6: Play Dough / Plasticine / Modeling clay
You can either use oil-based clays (such as Plasticine), or flour-based clays (such as Play-Doh), or earth-based clays (such as Air-Dry Clay). Playing with any of them is a fantastic sensory experience that allows children to build hand strength and coordination and encourages them to be creative and build their imaginations.
7: Arts and crafts / Activities related to the book
Get started by making a list of your story’s main characters, then dig through your craft cupboard and recycling bin to find some fun supplies and get crafting! Check out these posts from 2021, 2020, 2019, and 2018 for creative ideas.
How to Choose the right Islamic books and resources for your kid’s age?
The key to creating lifelong readers is parental involvement. Parents have the power to motivate children through example and by staying connected. I love the new Islamic books section in Miraj Stories. It has saved us a lot of money as most Islamic books are not cheap – especially if you factor in all the shipping costs. There are different things to look for in Islamic books and resources depending on the age of your children. The most important being – AUTHENTICITY! Make sure that whichever resource you choose, holds authentic Islamic information and references. Here are some ideas for other things to look for (which you will find in a lot of books already in Miraj App):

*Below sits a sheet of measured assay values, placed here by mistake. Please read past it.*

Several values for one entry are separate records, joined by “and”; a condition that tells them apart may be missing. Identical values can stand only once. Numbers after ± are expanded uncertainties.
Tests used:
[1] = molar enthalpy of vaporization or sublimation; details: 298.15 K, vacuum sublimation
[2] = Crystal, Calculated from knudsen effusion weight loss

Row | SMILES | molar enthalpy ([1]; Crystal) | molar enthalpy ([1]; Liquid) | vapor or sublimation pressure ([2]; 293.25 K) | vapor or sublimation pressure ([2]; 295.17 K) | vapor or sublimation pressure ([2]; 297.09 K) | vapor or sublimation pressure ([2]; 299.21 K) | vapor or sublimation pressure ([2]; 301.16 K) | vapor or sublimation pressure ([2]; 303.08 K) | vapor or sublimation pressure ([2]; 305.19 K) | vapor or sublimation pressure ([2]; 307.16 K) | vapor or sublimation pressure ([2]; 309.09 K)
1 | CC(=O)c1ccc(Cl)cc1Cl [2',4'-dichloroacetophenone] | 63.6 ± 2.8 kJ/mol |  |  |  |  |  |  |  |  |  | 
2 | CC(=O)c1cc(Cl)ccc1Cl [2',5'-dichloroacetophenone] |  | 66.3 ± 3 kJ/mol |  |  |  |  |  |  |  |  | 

Ages 0 – 4 (Babies and Toddlers):
Young kids are natural listeners and respond well to books with good rhythm and simple text. These books should engage their attention and get them laughing, rhyming, clapping, or repeating catchy words. Books for babies and pre-schoolers should be in their home language whenever possible (the language that is mostly spoken inside the home). Very young children are attracted by brightly coloured pictures of simple objects. Wordless books stimulate them both visually and mentally and encourage them to create their own stories. They enjoy books with lots of action about everyday experiences that help them explore and understand their world.
Ages 4 – 8 (Early School Years):